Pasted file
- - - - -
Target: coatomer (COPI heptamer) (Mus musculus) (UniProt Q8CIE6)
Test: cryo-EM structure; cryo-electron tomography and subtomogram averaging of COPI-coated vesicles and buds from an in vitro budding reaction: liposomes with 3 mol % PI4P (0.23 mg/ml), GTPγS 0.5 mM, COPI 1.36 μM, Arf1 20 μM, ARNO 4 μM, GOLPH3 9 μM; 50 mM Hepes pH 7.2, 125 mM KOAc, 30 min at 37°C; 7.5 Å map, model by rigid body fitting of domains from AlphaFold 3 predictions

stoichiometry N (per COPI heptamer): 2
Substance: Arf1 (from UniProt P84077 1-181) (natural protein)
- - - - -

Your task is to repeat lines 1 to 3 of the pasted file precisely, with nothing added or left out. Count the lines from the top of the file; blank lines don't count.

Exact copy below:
Target: coatomer (COPI heptamer) (Mus musculus) (UniProt Q8CIE6)
Test: cryo-EM structure; cryo-electron tomography and subtomogram averaging of COPI-coated vesicles and buds from an in vitro budding reaction: liposomes with 3 mol % PI4P (0.23 mg/ml), GTPγS 0.5 mM, COPI 1.36 μM, Arf1 20 μM, ARNO 4 μM, GOLPH3 9 μM; 50 mM Hepes pH 7.2, 125 mM KOAc, 30 min at 37°C; 7.5 Å map, model by rigid body fitting of domains from AlphaFold 3 predictions

stoichiometry N (per COPI heptamer): 2